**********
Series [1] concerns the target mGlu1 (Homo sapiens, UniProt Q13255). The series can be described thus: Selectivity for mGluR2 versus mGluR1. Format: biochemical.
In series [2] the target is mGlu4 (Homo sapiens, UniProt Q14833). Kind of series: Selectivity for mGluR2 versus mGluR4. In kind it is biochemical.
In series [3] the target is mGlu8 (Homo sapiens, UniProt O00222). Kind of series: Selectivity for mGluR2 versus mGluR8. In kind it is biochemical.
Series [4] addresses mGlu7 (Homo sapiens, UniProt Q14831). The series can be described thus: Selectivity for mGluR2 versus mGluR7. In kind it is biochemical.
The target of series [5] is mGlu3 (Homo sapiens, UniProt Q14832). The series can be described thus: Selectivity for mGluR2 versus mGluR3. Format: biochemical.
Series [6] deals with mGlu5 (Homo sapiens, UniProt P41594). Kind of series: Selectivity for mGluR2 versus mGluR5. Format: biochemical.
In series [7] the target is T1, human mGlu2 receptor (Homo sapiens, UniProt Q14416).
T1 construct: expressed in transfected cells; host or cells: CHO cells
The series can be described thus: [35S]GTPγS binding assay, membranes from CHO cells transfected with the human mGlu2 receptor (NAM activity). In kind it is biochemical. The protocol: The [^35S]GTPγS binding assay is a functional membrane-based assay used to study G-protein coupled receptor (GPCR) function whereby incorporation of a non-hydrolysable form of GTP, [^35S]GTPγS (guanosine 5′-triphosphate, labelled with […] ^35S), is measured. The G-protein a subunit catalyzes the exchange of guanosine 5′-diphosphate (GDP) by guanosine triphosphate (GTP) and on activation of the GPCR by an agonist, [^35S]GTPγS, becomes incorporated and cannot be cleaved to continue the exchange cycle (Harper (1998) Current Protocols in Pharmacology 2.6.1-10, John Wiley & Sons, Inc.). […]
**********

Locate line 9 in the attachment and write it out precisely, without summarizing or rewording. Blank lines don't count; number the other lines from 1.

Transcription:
The series can be described thus: [35S]GTPγS binding assay, membranes from CHO cells transfected with the human mGlu2 receptor (NAM activity). In kind it is biochemical. The protocol: The [^35S]GTPγS binding assay is a functional membrane-based assay used to study G-protein coupled receptor (GPCR) function whereby incorporation of a non-hydrolysable form of GTP, [^35S]GTPγS (guanosine 5′-triphosphate, labelled with […] ^35S), is measured. The G-protein a subunit catalyzes the exchange of guanosine 5′-diphosphate (GDP) by guanosine triphosphate (GTP) and on activation of the GPCR by an agonist, [^35S]GTPγS, becomes incorporated and cannot be cleaved to continue the exchange cycle (Harper (1998) Current Protocols in Pharmacology 2.6.1-10, John Wiley & Sons, Inc.). […]